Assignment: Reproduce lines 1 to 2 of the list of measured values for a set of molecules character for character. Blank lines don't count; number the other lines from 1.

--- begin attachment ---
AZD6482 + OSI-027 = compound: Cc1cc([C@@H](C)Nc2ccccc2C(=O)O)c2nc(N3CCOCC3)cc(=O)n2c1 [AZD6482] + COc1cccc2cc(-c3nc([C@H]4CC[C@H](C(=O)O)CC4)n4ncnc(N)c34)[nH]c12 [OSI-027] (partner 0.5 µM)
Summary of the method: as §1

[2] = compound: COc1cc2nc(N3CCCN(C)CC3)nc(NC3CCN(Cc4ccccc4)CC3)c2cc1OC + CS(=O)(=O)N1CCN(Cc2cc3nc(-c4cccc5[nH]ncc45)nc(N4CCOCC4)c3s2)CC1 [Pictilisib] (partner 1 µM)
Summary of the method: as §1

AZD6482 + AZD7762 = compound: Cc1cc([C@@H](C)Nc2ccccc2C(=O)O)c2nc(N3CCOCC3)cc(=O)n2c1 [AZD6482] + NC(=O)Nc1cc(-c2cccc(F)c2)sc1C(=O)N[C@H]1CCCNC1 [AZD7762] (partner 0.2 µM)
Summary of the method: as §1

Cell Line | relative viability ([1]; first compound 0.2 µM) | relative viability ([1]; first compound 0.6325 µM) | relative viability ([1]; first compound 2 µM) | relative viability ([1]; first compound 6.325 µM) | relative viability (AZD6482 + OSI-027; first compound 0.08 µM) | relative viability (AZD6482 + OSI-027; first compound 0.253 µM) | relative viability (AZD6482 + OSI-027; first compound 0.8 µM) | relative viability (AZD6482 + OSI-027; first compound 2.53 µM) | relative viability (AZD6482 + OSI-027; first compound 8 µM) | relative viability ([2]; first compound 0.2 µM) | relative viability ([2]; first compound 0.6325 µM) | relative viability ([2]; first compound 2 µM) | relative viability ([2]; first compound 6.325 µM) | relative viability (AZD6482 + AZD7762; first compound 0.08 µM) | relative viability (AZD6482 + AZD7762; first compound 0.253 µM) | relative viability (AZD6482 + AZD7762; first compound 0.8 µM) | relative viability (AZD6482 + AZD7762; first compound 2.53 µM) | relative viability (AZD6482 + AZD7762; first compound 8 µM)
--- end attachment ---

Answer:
AZD6482 + OSI-027 = compound: Cc1cc([C@@H](C)Nc2ccccc2C(=O)O)c2nc(N3CCOCC3)cc(=O)n2c1 [AZD6482] + COc1cccc2cc(-c3nc([C@H]4CC[C@H](C(=O)O)CC4)n4ncnc(N)c34)[nH]c12 [OSI-027] (partner 0.5 µM)
Summary of the method: as §1